Philip Rivers has been called many things during his NFL career, but “boring” has never been one of them. He came into the league with arguably the strangest release any highly touted quarterback prospect has ever had—a half-throw, half-shot-put that shouldn’t have worked but did. After taking over as the Chargers’ quarterback in 2006, he started 224 consecutive games, including the 2008 AFC championship a week after tearing his ACL. He became one of the most surprisingly entertaining players of his generation, an eminently GIFable trash-talker who’d dadgummit defenders to heck and back. Rivers elicits reactions. Regardless of your opinion of him, you certainly had one.
Whenever I’ve talked with Rivers through the years, it’s always clear just how much he loves football. During a conversation last winter, I could hear the excitement in his voice as he described a game-winning pass he threw to Travis Benjamin earlier that month. Both Rivers and his teammates will tell you that he can’t help himself. Those reaction shots, those sideline moments, none of that is forced. And neither was his emotional press conference following the Chargers’ final game this season. It was clear that day, as Rivers held back tears, that his time with the organization was coming to a close. On Monday, the team made it official: After more than a decade and a half together, the Chargers and Rivers are moving on.
The Rivers era was defined by historic production and crushing disappointment. Among QBs with at least 100 career starts, Rivers ranks sixth all time in adjusted yards per attempt (7.68). The players ahead of him? Aaron Rodgers, Russell Wilson, Steve Young, Tony Romo, and Tom Brady. In his 14 seasons as a starter, the Chargers finished among the top three in Football Outsiders’ passing DVOA seven times. They cracked the top 10 in 11 different seasons—including this past one. In nearly every way, Rivers’s numbers rival the best quarterbacks not only of the 2004 draft class, but of all time. Unlike his peers, though, his magical season never came.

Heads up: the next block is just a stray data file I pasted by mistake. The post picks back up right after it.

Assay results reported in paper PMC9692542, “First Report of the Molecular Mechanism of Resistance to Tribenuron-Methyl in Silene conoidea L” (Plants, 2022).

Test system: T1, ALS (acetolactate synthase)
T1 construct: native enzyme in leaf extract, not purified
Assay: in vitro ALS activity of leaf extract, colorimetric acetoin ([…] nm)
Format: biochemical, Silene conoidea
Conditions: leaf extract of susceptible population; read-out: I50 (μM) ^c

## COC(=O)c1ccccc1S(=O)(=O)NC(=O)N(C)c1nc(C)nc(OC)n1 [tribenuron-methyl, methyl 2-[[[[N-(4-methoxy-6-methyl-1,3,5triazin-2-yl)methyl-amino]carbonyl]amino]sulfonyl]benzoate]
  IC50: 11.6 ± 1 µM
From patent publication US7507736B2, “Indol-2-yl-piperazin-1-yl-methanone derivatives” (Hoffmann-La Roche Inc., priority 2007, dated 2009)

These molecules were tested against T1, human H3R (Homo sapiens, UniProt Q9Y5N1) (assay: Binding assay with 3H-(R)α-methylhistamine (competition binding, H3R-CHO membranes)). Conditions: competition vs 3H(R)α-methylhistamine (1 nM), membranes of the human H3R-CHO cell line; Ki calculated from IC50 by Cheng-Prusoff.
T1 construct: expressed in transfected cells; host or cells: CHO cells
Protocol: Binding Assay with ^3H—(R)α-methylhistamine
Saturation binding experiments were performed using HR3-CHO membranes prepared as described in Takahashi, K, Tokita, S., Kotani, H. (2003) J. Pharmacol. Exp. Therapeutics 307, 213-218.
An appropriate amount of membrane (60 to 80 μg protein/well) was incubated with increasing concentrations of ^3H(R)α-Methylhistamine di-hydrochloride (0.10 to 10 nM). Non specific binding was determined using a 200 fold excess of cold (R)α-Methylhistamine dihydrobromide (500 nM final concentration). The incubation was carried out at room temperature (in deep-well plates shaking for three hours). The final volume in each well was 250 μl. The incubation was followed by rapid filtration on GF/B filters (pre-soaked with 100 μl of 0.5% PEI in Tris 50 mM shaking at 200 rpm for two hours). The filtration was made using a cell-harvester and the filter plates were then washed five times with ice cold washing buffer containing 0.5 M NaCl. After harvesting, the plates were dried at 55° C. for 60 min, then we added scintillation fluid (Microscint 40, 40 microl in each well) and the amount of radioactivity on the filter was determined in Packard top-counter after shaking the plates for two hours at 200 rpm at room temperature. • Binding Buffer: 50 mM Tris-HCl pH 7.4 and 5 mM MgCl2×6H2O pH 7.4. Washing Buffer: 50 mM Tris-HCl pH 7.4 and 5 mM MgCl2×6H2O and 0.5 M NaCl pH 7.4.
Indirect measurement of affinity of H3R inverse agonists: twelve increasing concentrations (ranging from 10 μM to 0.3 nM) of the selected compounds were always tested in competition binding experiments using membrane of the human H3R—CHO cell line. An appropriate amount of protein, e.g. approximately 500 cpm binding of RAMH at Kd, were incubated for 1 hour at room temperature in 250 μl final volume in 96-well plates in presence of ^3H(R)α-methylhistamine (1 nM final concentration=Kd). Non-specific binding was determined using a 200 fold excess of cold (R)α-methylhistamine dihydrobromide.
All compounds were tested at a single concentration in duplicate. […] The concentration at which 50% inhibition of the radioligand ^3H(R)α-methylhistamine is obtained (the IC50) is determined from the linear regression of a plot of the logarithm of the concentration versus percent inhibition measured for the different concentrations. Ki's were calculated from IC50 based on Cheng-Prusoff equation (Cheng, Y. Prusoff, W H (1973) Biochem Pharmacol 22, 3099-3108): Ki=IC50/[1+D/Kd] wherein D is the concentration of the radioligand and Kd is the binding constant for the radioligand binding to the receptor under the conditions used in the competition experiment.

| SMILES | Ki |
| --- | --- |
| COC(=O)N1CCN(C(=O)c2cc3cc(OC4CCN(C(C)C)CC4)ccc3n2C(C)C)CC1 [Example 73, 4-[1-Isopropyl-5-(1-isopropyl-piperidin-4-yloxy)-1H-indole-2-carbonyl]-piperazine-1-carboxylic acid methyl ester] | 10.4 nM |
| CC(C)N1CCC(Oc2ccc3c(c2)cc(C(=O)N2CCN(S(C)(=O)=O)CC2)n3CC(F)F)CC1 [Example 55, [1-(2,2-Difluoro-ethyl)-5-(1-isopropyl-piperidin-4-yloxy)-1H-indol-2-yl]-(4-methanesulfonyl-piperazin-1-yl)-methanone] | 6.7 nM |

After cruising to the AFC’s no. 1 seed in 2006 with a 14-2 record, a loaded Chargers team blew a 21-3 fourth-quarter lead to the Patriots in the divisional round. A season later, with Rivers playing on a torn ACL and both LaDainian Tomlinson and Antonio Gates also injured, the Chargers fell to the then-undefeated Patriots 21-12 in the AFC championship game. Rivers would take the Chargers back to the playoffs four more times, but those close to the organization admit their best chances came in his early years as a starter. Despite six postseason appearances and five playoff wins, Rivers will be remembered as the best quarterback of his era to never win a Super Bowl—a title he accepts with mixed feelings. “I think in some ways, it’s a compliment,” Rivers told me last year. “I’m appreciative of it. But at the same time, I’d say they’re telling the truth. I don’t mean that arrogantly. I mean, yeah, we haven’t [won a Super Bowl]. We haven’t done it.”
The Chargers’ terrible injury luck during that 2008 AFC championship game wasn’t an aberration. Injuries would come to define this team. The Chargers may have had their best title chances with those stacked rosters early during Rivers’s tenure, but even as that group cycled out, talented young players like Keenan Allen, Melvin Gordon, Hunter Henry, and a handful of defensive stars cycled in. Heading into the past few seasons, the Chargers have looked like one of the league’s most complete teams on paper. But by early September, that paper always seemed to take at least one trip through the shredder. San Diego finished in the bottom six in adjusted games lost from 2014 to 2016. While Rivers never missed a start, the rest of the roster crumbled around him, and nowhere was that erosion worse than along the offensive line. A combination of attrition and poor drafting left Rivers with one of the shakiest lines in football in recent years. Rivers had the fourth-quickest release time in the NFL this season, but the Chargers’ line allowed the league’s sixth-fastest average sack time.